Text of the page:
Ready to go abroad? We’re here to help. We’ve created this section and required pre-departure orientations as a guide to help you prepare for your study abroad experience. Click on the links below to navigate directly to topics of interest.
- Health and Safety Abroad
- Knowing the Host Country
- Identity Considerations
- Staying in Communication
- Money Matters
- Packing Tips
Keeping students safe and healthy while they are abroad is a top priority for Case Western Reserve University, and the Office of Education Abroad covers many topics on our Health and Safety website.
When students study abroad, they are representing the university and their home cultures to everyone they meet. It is important that both are represented well and being educated about the host country is the greatest way to do so.
Study Up! Here are some culture resources:
- Going Global Country Guides: Login to access
- Cultural GPS: Tools for understanding culture
- Country Culture Comparison Tool (Hofstede)
- Guidebooks: Lonely Planet, Frommers, etc.
- Study Abroad Survival Skills (Academic and Cultural Orientation worksheet)
U.S. passport holders should also register (it’s free) for the U.S. Department of State’s Smart Traveler Enrollment Program to get real time health and safety updates once in-country.
CWRU Office of Education Abroad seeks to engage and support all students throughout their study abroad. As you research your study abroad options, consider how aspects of your identity might shape your experience. We encourage you to explore the resources we have on our Diversity and Inclusion website, including scholarships for specific identities.
Communicating while abroad can be tricky due to time zone differences and resources. Luckily, technology has made staying in touch easier. Students don’t have to spend a lot of money to call home – consider the following:
- Skype: Make voice and video calls, and send messages for free if on Wi-Fi.
- Google Hangouts: Through every CWRU account, students can make voice and video calls and send instant messages.
- Smartphones: with an international SIM card, consider using an application-based platform to communicate (examples include: WhatsApp, Voxer, KakaoTalk, Viber, Line)
We strongly encourage students to set up a communication plan with their loved ones to stay connected. Make sure it is sustainable (ex: Call mom every Sunday at 2pm EDT, Skype with friends Saturdays at 1pm EDT) and a commitment that can be kept.
Be sure to call or email once the host country is reached. Loved ones are anxiously awaiting news of arrival, too!
It is very important to budget appropriately for study abroad. While there are many free budget spreadsheets available online, the Office of Education Abroad (OEA) prefers this excel workbook and its corresponding website.
The Office of Education Abroad has a few quick tips we have for financial security.
- Call bank(s) and credit card companies before departing.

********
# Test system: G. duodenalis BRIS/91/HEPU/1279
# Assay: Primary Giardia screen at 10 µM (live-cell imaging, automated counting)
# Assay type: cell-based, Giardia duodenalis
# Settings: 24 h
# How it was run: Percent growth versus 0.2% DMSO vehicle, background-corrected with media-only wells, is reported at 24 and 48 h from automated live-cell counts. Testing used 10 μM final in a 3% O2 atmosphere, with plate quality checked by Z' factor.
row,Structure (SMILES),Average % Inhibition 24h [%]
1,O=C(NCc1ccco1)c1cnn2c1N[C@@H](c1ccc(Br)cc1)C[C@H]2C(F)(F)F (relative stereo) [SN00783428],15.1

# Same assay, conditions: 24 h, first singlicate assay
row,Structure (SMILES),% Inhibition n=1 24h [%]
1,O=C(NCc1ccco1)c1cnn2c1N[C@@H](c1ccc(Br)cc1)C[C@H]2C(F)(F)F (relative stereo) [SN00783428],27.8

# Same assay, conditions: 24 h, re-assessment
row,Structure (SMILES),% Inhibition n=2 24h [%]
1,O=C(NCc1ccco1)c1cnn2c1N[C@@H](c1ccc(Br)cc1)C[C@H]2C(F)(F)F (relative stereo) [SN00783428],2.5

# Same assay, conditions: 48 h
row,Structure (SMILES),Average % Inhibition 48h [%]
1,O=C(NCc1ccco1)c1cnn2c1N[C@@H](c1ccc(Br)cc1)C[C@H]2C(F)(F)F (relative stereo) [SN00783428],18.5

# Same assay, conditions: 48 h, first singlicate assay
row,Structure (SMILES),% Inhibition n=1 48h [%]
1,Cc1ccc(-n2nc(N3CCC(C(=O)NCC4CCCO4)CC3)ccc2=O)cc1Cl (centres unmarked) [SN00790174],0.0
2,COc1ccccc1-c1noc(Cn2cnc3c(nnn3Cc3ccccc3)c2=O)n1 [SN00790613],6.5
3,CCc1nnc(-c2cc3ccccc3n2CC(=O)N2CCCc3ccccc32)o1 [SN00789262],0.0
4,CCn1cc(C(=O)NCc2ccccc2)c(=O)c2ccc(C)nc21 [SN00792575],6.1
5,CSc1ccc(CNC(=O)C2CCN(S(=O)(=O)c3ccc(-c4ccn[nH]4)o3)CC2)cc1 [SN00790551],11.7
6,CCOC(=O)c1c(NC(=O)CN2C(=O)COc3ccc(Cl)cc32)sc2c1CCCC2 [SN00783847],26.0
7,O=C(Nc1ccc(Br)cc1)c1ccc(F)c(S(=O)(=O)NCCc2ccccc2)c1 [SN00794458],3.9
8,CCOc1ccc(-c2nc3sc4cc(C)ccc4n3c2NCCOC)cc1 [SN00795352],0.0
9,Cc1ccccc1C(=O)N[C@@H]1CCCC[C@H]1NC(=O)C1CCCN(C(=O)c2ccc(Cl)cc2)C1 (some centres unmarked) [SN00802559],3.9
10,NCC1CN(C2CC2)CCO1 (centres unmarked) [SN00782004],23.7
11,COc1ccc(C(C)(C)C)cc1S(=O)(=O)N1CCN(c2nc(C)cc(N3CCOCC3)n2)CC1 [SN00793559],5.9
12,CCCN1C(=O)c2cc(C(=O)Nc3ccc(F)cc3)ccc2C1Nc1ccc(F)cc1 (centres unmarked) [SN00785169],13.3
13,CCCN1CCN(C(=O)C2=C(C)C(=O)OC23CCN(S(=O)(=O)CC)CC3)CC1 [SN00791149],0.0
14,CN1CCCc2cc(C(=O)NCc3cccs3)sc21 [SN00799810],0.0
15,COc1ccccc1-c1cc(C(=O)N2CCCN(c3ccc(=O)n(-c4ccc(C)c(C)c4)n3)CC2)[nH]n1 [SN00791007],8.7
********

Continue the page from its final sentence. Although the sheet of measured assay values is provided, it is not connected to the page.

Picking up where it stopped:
- Find out what their international transaction fees are and if they have student accounts for international travel
- Have phone numbers and account numbers for banks/credit cards somewhere safe (i.e. not with the cards!)
- Carry some U.S. currency in case of emergency
- Obtain some foreign currency before departing, if possible
- Traveler’s checks are NOT recommended. Many retailers overseas no longer accept them.
For questions on federal financial aid, contact Nancy Issa.
Remember, there are many scholarships available to - look early and apply right away!
Getting ready for study abroad adventure can seem daunting. What to pack? How much to pack? The general adage of: 1) lay out everything you absolutely need, then 2) only pack half, is a great rule.
But where to start?
- Comfortable shoes
- Comfortable, weather-appropriate clothes (enough for two weeks)
- Favorite pair of jeans
- A nice outfit for formal occasions
- Vaccination record (copy)
- Translation of medical conditions and/or allergies
- Emergency contact list
- Credit card numbers and their respective customer service phone numbers (remember to write down the international number!)
- Some cash in local currency and U.S. dollars
- Copies of passport (and visa, if applicable). Keep a hard copy and an electronic version
- Additional form(s) of identification (student ID or driver’s license)
- Prescription medication(s) and doctor’s contact information for refills while abroad
- Enough contacts to last the entire program. For glasses, bring a copy of the prescription in case they break.
- Copy of study abroad institution's Acceptance Letter to show the customs agent (if necessary)
- Enough toiletries (toothpaste, contact solution, tampons, deodorant, etc.) to last two weeks
- Small gifts that reflect the home culture to be given to professors, friends,
- A camera—kept in carry-on bags
- Outlet adapter/converter
- Chargers for any electronic devices. (But do not bring hair dryers or anything else that heats up; it will be safer to purchase these in-country.)
- Phrase book if going to non-English speaking country
- Map to get from the airport to the destination comfortably
- Use a backpack as a carry-on. Reuse it for day-outings or weekend trips.
Remember: students will purchase items while abroad. Allow luggage space to bring these items back.
Most importantly: Students are responsible for carrying their luggage until their final destination is reached. Make sure the luggage can be comfortably carried up stairs and for a long walk.
For additional ideas, check out the following resources: